HKEY_LOCAL_MACHINE\SYSTEM\CurrentControlSet\Services\scrambler]

    An autostart value for the GUI, anti-keylogger.exe, is also created via:

    HKEY_LOCAL_MACHINE\SOFTWARE\Microsoft\Windows\CurrentVersion\Run "Anti-keylogger 6.0.1"
    Data: C:\Program Files\Anti-keylogger\Anti-keylogger.exe /autorun


    When you reboot, PG prompts you that anti-keylogger.exe is trying execute. If you deny, it will not execute. If you permit it to execute, the GUI will start minimized to the tray and you will see a splash screen. When I set PG to deny always, anti-keylogger.exe never executed on subsequent reboots. Of course, the driver/service (scrambler.sys) will always load because permission was granted for it to be installed. I did not have a keylogger to test whether or not the driver protected independently of the GUI (as do PG and RD).

    While I found that PG works as advertised in relation to the Anti-keylogger executable, two points are worth mentioning:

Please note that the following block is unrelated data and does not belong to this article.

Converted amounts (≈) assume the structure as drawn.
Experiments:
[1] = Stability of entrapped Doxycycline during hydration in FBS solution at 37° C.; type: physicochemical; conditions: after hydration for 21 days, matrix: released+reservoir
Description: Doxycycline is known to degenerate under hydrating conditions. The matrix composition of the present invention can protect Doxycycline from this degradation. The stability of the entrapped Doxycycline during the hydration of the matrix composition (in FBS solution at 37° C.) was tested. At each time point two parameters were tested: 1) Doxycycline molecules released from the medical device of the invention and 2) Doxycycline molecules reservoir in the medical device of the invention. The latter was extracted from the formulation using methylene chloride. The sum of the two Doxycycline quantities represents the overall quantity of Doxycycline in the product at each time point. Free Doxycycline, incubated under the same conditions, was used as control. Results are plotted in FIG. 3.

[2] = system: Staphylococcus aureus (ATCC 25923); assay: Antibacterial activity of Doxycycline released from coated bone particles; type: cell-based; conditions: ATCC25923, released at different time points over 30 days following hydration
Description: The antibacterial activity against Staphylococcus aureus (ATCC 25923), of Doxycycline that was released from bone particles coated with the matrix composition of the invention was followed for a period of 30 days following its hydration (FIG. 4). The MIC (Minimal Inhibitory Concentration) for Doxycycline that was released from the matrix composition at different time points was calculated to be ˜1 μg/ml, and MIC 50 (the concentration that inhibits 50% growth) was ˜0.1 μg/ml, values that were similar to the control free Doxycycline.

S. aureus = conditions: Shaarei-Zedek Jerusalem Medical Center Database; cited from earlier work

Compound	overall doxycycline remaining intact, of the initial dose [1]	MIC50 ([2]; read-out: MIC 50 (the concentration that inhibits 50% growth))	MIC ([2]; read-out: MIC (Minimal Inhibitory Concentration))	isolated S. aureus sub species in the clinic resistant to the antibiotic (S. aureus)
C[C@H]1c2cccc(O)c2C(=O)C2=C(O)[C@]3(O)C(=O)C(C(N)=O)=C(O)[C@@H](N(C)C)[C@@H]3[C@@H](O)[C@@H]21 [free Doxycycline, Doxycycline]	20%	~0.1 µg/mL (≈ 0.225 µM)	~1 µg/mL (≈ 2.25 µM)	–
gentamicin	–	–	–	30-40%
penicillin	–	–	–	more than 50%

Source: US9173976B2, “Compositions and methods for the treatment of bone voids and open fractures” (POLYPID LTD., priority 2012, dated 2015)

The first is that the Anti-keylogger installer requires Data Execution Protection to be disabled. If DEP is enabled, the installer terminates with a warning that includes a link to Physical Address Extension - PAE Memory and Windows.

    The second is that anti-keylogger.exe, while running (minimized or maximized) is not visible in Task Manager and Process Explorer. It is only visible using Kernel PS or KProcCheck (or other similar specialized apps) and is shown as a hidden process. It was only by using these apps that I was able determine that PG was effective in stopping Anti-keylogger from executing.

    Nick
     

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  20. spy1

    spy1 Registered Member

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    Interesting, nick.

    I'm still waiting to see if Casper1 comes back and tries the two things suggested to him.

    It was pretty much a given that PG was going to get all that info - and work correctly - with a system that had a subsequent install of AKL. Nice to have it so well-documented, though!